The U.S. and the Saudis

The alliance with Saudi Arabia makes the Muslim world, but not Americans, skeptical of U.S. rhetoric on freedom

Published June 22, 2012 11:05AM (EDT)

Defense Secretary Leon Panetta and U.S. terrorism adviser John Brennan in Jeddah, Saudi Arabia, June 21, 2012   (CBS News video)
Defense Secretary Leon Panetta and U.S. terrorism adviser John Brennan in Jeddah, Saudi Arabia, June 21, 2012 (CBS News video)

"I really consider President and Mrs. Mubarak to be friends of my family" - Secretary of State Hillary Clinton, March 2, 2009.

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For all the righteous talk about human rights oppression and violent assaults on democratic protesters in the Muslim world, any honest ranking would place Saudi Arabia near or at the top of that list. This week, the long-time head of the deeply repressive Saudi Interior Ministry, Crown Prince Nayef bin Abdulaziz Al Saud, died. Prince Nayef -- in addition to having been one of the hardest-line religious conservatives opposed to internal reforms, having been accused by Sen. Chuck Schumer in 2003 of having a "well-documented history of suborning terrorist financing," and having blamed "Zionists" for plotting the 9/11 attack -- was one of America's closest and most loyal allies in the region.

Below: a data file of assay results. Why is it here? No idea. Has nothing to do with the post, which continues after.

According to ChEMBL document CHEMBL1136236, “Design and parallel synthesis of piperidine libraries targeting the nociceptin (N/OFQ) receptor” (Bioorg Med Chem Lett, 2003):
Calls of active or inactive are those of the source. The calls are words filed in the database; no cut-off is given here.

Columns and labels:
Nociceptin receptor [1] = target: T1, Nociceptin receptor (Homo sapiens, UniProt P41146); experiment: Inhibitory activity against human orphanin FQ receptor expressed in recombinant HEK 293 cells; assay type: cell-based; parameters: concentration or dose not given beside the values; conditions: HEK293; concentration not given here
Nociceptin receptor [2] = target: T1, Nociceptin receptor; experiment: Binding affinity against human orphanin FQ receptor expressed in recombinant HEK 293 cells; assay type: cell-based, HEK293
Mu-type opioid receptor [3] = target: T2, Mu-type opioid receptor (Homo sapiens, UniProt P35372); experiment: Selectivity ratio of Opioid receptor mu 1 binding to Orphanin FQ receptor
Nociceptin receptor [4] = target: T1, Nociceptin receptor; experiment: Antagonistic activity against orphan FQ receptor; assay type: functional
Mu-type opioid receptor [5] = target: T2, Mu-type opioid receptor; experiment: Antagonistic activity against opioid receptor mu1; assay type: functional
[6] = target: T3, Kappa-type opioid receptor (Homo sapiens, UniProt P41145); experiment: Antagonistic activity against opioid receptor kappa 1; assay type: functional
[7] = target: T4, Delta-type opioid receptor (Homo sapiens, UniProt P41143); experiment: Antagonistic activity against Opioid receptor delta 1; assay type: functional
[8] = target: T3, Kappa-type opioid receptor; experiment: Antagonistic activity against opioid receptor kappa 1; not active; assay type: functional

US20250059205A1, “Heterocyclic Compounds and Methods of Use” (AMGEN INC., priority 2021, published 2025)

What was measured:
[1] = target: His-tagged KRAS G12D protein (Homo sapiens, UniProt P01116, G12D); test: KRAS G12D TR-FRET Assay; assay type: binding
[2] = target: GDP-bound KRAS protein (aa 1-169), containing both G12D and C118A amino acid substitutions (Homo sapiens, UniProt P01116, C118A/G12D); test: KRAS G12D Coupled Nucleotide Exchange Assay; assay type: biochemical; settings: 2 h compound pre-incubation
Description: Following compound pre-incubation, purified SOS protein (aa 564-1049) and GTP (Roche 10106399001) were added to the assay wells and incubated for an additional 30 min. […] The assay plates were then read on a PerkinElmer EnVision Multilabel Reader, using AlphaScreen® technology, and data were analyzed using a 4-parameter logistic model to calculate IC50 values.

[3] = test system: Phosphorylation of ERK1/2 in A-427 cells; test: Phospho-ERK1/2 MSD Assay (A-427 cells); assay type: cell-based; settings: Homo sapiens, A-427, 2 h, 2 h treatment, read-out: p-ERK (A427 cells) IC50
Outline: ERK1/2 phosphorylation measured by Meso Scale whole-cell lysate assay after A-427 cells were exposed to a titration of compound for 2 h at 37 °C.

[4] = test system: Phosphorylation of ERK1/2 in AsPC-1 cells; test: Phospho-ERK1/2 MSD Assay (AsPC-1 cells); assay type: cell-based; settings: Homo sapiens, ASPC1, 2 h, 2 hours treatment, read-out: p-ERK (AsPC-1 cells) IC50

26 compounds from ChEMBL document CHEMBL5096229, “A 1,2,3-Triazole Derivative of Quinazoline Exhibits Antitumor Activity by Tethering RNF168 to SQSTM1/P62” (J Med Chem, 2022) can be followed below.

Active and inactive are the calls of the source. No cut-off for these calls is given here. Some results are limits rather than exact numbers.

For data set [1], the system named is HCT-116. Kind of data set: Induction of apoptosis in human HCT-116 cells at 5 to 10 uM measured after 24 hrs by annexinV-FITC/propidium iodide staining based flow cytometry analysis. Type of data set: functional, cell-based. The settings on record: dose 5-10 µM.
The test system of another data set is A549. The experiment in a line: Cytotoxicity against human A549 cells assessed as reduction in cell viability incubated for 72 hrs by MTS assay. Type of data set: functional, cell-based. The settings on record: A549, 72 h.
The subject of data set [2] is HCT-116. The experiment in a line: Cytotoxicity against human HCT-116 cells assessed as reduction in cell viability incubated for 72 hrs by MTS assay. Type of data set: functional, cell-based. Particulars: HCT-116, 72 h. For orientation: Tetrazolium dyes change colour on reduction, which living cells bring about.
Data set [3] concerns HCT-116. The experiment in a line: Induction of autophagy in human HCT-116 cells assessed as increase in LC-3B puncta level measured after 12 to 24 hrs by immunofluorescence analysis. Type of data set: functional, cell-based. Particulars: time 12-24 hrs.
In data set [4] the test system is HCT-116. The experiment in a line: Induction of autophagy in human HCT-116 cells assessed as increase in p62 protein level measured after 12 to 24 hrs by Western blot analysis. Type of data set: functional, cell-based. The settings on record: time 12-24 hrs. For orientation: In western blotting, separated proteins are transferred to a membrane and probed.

Befitting the importance of the Crown Prince to the U.S., the Obama administration sent a high-level delegation to Saudi Arabia yesterday that included Defense Secretary Leon Panetta, Obama counter-terrorism chief adviser John Brennan, former CIA Director George Tenet, FBI Director Robert Mueller, and former Bush Homeland Security Adviser (and current CNN contributor) Fran Townsend (who, like the Crown Prince, is also known for supporting Terrorists):

Defense Secretary Leon Panetta offered his condolences and "best wishes" to the newly selected Crown Prince Salman bin Abdulaziz Al Saud on the death of the Crown Prince Nayef bin Abdulaziz Al Saud, while leading a delegation to Saudi Arabia this week.

"The president wanted me to express his personal regrets at not being able to be here, but wanted all of us in this delegation to convey to you not only our sorrow for your loss, but also our best wishes to you in your new position and to reaffirm the great relationship and partnership that the United States has with the great nation of Saudi Arabia," Panetta said Wednesday. . . .